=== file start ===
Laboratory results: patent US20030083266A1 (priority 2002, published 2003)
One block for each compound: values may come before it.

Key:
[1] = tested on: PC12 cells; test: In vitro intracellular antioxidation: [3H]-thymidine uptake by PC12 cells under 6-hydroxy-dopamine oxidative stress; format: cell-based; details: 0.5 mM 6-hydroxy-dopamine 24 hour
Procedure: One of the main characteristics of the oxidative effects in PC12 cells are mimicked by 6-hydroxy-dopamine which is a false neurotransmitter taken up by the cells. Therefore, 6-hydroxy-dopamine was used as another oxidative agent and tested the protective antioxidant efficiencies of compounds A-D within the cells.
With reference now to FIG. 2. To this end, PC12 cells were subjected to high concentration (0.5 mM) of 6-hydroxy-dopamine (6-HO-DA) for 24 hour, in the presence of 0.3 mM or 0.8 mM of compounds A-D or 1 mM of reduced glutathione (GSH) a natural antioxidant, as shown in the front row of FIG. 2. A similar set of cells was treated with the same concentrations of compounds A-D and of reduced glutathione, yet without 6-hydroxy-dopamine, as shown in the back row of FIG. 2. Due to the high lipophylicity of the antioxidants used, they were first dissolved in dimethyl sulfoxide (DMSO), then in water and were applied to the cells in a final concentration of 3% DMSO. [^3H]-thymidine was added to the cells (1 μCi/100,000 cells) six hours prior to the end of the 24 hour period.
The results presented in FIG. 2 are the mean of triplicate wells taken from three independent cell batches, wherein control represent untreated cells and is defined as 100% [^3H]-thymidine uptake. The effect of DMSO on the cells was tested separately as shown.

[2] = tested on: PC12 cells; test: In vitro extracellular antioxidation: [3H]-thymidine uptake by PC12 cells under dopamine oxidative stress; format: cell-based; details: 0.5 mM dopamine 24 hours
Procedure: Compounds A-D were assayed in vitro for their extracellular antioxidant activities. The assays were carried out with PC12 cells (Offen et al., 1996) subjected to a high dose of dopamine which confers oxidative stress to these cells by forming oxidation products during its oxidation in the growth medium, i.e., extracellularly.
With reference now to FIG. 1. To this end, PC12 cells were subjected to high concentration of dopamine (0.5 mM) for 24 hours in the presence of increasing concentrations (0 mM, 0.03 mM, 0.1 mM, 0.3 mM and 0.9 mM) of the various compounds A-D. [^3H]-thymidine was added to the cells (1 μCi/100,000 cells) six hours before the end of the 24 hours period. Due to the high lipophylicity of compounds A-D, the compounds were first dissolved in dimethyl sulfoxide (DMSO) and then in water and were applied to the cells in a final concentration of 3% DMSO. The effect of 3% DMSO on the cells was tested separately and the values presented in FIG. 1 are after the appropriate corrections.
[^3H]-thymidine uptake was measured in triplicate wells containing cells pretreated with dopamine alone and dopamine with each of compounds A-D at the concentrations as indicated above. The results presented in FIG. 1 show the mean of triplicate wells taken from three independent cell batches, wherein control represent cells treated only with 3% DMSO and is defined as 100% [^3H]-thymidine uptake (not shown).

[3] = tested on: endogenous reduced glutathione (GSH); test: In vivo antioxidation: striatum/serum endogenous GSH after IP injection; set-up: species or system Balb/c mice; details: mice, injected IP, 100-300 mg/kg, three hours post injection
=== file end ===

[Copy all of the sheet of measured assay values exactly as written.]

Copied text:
Laboratory results: patent US20030083266A1 (priority 2002, published 2003)
One block for each compound: values may come before it.

Key:
[1] = tested on: PC12 cells; test: In vitro intracellular antioxidation: [3H]-thymidine uptake by PC12 cells under 6-hydroxy-dopamine oxidative stress; format: cell-based; details: 0.5 mM 6-hydroxy-dopamine 24 hour
Procedure: One of the main characteristics of the oxidative effects in PC12 cells are mimicked by 6-hydroxy-dopamine which is a false neurotransmitter taken up by the cells. Therefore, 6-hydroxy-dopamine was used as another oxidative agent and tested the protective antioxidant efficiencies of compounds A-D within the cells.
With reference now to FIG. 2. To this end, PC12 cells were subjected to high concentration (0.5 mM) of 6-hydroxy-dopamine (6-HO-DA) for 24 hour, in the presence of 0.3 mM or 0.8 mM of compounds A-D or 1 mM of reduced glutathione (GSH) a natural antioxidant, as shown in the front row of FIG. 2. A similar set of cells was treated with the same concentrations of compounds A-D and of reduced glutathione, yet without 6-hydroxy-dopamine, as shown in the back row of FIG. 2. Due to the high lipophylicity of the antioxidants used, they were first dissolved in dimethyl sulfoxide (DMSO), then in water and were applied to the cells in a final concentration of 3% DMSO. [^3H]-thymidine was added to the cells (1 μCi/100,000 cells) six hours prior to the end of the 24 hour period.
The results presented in FIG. 2 are the mean of triplicate wells taken from three independent cell batches, wherein control represent untreated cells and is defined as 100% [^3H]-thymidine uptake. The effect of DMSO on the cells was tested separately as shown.

[2] = tested on: PC12 cells; test: In vitro extracellular antioxidation: [3H]-thymidine uptake by PC12 cells under dopamine oxidative stress; format: cell-based; details: 0.5 mM dopamine 24 hours
Procedure: Compounds A-D were assayed in vitro for their extracellular antioxidant activities. The assays were carried out with PC12 cells (Offen et al., 1996) subjected to a high dose of dopamine which confers oxidative stress to these cells by forming oxidation products during its oxidation in the growth medium, i.e., extracellularly.
With reference now to FIG. 1. To this end, PC12 cells were subjected to high concentration of dopamine (0.5 mM) for 24 hours in the presence of increasing concentrations (0 mM, 0.03 mM, 0.1 mM, 0.3 mM and 0.9 mM) of the various compounds A-D. [^3H]-thymidine was added to the cells (1 μCi/100,000 cells) six hours before the end of the 24 hours period. Due to the high lipophylicity of compounds A-D, the compounds were first dissolved in dimethyl sulfoxide (DMSO) and then in water and were applied to the cells in a final concentration of 3% DMSO. The effect of 3% DMSO on the cells was tested separately and the values presented in FIG. 1 are after the appropriate corrections.
[^3H]-thymidine uptake was measured in triplicate wells containing cells pretreated with dopamine alone and dopamine with each of compounds A-D at the concentrations as indicated above. The results presented in FIG. 1 show the mean of triplicate wells taken from three independent cell batches, wherein control represent cells treated only with 3% DMSO and is defined as 100% [^3H]-thymidine uptake (not shown).

[3] = tested on: endogenous reduced glutathione (GSH); test: In vivo antioxidation: striatum/serum endogenous GSH after IP injection; set-up: species or system Balb/c mice; details: mice, injected IP, 100-300 mg/kg, three hours post injection